Date of Submission



The purpose of this thesis was to investigate the process of change in relation to eating disorder symptomatology. Two models of the process of change, the Transtheoretical Model of Change (TTM; Prochaska & DiClemente, 1982) and the Adaptive Change Model (ACM; Bowles, 2000), provided the theoretical foundation for this investigation. The first study of this thesis provided a longitudinal investigation into the relationship between readiness to change and an improvement in eating disorder symptomatology over time in a non-clinical sample. A support factor comprising negative emotions, social support, and inner drive, theorised to influence the relationship between readiness to change and eating disorder symptomatology over time, was also investigated. A non-clinical sample of 140 female participants completed three baseline measures: the Eating Disorder Inventory-3 (EDI-3; Garner, 2004) assessing eating disorder symptomatology, the Anorexia Nervosa Stages of Change Questionnaire (Rieger et al., 2000) measuring readiness to change, and the Adaptive Change Questionnaire (Bowles,) measuring readiness to change and the support factor. The EDI-3 was administered again at three month and six months following the initial point of data collection. Contrary to expectations, neither readiness to change nor the support factor aided in the prediction of improvements over time in the participants' levels of eating disorder symptomatology. Participants' prior levels of eating disorder symptomatology and body mass index were found to predict their subsequent levels of eating disorder symptomatology. These findings indicated that the participants did not change in accordance with the principles of the TTM or the ACM, suggesting they did not know of or use the best theoretically defined means of engaging in the change process (i.e. in accordance with the TTM or the ACM). The second study of this thesis investigated this assertion via qualitative methods.;A sample of 179 participants who had experienced an eating disorder and 166 lay participants provided information regarding their views on the process of recovery from an eating disorder and the factors that could aid and hinder this recovery. Content analysis of the participants' responses regarding the process of recovery revealed three categories describing the steps involved in recovery. These categories comprised the initiation of the recovery process, seeking help and support, and dealing with thoughts, feelings, and behaviours related to the eating disorder. Two additional categories emerged describing the difficult and ongoing nature of recovery and communicating a lack of knowledge about the recovery process. Content analysis of the participants' responses regarding factors that aid recovery revealed five categories. These categories consisted of support, qualities of the environment, personal qualities of the individual experiencing an eating disorder, tasks of the individual, and professional treatment. Content analysis of the participants' responses regarding factors that hinder recovery revealed seven categories. These categories pertained to unhelpful relationships with others, daily living, treatment, difficult thoughts and emotions, compounding and maintaining factors, valued and habitual aspects of an eating disorder, and difficulties with food, weight, and shape. The participants' responses were also categorised into the factors of the TTM and the ACM to investigate whether the participants would explain the process of recovery using concepts similar to those found in these models. The largest proportion of the participants' responses corresponded with the action stage of change found in both of these models, the TTM helping relationships process factor, and the ACM social support factor. This finding indicated that the participants tended to be unaware of or undervalue the remaining factors of these models.;On the basis of the findings of this thesis it was suggested that, for individuals to engage in more effective change with respect to their eating disorder symptomatology, it may be beneficial to first gain a greater awareness of the TTM and the ACM in their totality and how these models can be used to more effectively engage in the change process. It was also suggested that individuals with an eating disorder, as well as their family and friends, may benefit from learning about the categories that naturally emerged from the participants' responses describing the process of recovery from an eating disorder and the factors that can aid or hinder recovery. It was anticipated that this information could not only be a useful point of discussion during treatment, but also during discussions about relapse prevention and discharge planning.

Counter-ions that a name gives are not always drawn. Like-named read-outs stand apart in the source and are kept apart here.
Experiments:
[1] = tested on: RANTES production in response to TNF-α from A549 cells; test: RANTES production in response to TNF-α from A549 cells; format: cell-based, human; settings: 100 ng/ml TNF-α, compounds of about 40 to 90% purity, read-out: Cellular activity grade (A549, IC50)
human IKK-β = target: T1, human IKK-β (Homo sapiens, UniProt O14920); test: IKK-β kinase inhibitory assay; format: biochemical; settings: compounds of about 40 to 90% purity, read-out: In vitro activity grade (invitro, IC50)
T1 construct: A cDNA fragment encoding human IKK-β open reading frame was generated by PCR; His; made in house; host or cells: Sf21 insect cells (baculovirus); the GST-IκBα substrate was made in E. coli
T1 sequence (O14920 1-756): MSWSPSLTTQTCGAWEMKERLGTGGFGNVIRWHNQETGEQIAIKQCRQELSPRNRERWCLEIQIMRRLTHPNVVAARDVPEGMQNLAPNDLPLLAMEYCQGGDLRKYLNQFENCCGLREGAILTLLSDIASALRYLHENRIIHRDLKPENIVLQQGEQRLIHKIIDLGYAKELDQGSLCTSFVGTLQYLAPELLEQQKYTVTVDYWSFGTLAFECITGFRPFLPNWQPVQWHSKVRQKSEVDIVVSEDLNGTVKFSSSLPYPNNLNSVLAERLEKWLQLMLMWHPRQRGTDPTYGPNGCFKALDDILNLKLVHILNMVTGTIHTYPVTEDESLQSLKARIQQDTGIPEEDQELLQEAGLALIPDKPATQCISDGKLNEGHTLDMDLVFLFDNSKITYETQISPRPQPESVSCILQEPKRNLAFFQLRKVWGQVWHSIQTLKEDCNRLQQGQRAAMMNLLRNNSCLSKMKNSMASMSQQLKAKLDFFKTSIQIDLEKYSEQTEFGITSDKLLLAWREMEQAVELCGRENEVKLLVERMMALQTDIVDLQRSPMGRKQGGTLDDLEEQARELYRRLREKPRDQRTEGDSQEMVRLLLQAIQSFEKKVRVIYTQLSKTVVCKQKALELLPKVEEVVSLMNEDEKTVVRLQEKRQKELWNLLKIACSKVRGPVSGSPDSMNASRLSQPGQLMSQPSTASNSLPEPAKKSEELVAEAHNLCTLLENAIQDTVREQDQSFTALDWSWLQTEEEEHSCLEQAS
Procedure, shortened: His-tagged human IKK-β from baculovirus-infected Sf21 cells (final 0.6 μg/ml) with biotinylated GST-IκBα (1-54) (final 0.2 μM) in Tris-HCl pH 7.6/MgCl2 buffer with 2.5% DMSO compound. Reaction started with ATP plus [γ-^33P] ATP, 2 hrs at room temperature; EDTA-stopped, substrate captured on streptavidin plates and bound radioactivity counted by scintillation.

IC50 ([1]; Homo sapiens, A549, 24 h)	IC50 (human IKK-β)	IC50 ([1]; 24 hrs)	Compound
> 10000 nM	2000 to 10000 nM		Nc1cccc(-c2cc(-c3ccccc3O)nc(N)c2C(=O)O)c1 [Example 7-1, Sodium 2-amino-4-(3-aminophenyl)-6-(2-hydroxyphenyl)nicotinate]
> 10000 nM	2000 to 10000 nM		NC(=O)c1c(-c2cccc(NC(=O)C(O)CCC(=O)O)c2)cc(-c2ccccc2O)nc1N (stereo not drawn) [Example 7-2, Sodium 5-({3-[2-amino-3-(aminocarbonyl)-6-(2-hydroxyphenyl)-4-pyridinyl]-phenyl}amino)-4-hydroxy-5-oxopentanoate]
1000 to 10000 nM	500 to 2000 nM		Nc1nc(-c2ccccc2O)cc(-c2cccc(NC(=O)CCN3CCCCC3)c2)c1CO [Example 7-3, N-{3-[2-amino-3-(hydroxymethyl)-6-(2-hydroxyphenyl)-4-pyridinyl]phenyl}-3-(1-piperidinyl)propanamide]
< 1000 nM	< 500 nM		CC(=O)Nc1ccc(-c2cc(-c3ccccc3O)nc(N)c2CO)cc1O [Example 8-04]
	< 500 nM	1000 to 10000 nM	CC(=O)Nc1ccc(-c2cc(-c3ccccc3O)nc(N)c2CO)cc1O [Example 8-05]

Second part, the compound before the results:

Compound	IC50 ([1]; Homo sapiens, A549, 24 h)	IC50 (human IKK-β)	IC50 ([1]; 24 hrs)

School of Psychology

Document Type


Access Rights

Open Access


321 pages

Degree Name

Doctor of Philosophy (PhD)


Faculty of Arts and Sciences